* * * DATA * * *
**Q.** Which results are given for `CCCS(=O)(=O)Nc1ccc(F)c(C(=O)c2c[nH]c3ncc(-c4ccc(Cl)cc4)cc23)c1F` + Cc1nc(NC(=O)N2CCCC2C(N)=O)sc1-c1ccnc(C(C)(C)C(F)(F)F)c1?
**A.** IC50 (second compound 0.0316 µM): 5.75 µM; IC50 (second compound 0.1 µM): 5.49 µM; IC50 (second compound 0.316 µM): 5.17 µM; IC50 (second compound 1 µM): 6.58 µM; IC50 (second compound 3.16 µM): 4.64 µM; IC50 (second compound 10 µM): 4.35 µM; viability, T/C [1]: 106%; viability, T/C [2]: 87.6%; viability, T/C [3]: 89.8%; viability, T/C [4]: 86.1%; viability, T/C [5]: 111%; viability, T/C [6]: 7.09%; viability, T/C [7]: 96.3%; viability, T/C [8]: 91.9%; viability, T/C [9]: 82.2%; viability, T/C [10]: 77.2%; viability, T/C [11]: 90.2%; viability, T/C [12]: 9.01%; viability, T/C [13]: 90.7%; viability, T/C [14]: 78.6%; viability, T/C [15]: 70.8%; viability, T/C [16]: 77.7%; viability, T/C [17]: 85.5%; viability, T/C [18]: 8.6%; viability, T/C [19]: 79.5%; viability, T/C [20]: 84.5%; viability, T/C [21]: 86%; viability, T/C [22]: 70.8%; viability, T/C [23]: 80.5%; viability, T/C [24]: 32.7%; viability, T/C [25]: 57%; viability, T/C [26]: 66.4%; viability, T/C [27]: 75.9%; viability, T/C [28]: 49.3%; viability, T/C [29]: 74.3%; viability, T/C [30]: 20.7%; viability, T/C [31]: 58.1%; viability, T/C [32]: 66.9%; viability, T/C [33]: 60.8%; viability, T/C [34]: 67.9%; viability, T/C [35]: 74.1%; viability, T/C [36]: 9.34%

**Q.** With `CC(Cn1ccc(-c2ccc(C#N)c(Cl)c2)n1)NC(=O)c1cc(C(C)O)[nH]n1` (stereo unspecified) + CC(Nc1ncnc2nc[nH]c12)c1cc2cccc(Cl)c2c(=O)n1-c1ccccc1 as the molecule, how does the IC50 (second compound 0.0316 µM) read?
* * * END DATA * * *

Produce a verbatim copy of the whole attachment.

**Q.** Which results are given for `CCCS(=O)(=O)Nc1ccc(F)c(C(=O)c2c[nH]c3ncc(-c4ccc(Cl)cc4)cc23)c1F` + Cc1nc(NC(=O)N2CCCC2C(N)=O)sc1-c1ccnc(C(C)(C)C(F)(F)F)c1?
**A.** IC50 (second compound 0.0316 µM): 5.75 µM; IC50 (second compound 0.1 µM): 5.49 µM; IC50 (second compound 0.316 µM): 5.17 µM; IC50 (second compound 1 µM): 6.58 µM; IC50 (second compound 3.16 µM): 4.64 µM; IC50 (second compound 10 µM): 4.35 µM; viability, T/C [1]: 106%; viability, T/C [2]: 87.6%; viability, T/C [3]: 89.8%; viability, T/C [4]: 86.1%; viability, T/C [5]: 111%; viability, T/C [6]: 7.09%; viability, T/C [7]: 96.3%; viability, T/C [8]: 91.9%; viability, T/C [9]: 82.2%; viability, T/C [10]: 77.2%; viability, T/C [11]: 90.2%; viability, T/C [12]: 9.01%; viability, T/C [13]: 90.7%; viability, T/C [14]: 78.6%; viability, T/C [15]: 70.8%; viability, T/C [16]: 77.7%; viability, T/C [17]: 85.5%; viability, T/C [18]: 8.6%; viability, T/C [19]: 79.5%; viability, T/C [20]: 84.5%; viability, T/C [21]: 86%; viability, T/C [22]: 70.8%; viability, T/C [23]: 80.5%; viability, T/C [24]: 32.7%; viability, T/C [25]: 57%; viability, T/C [26]: 66.4%; viability, T/C [27]: 75.9%; viability, T/C [28]: 49.3%; viability, T/C [29]: 74.3%; viability, T/C [30]: 20.7%; viability, T/C [31]: 58.1%; viability, T/C [32]: 66.9%; viability, T/C [33]: 60.8%; viability, T/C [34]: 67.9%; viability, T/C [35]: 74.1%; viability, T/C [36]: 9.34%

**Q.** With `CC(Cn1ccc(-c2ccc(C#N)c(Cl)c2)n1)NC(=O)c1cc(C(C)O)[nH]n1` (stereo unspecified) + CC(Nc1ncnc2nc[nH]c12)c1cc2cccc(Cl)c2c(=O)n1-c1ccccc1 as the molecule, how does the IC50 (second compound 0.0316 µM) read?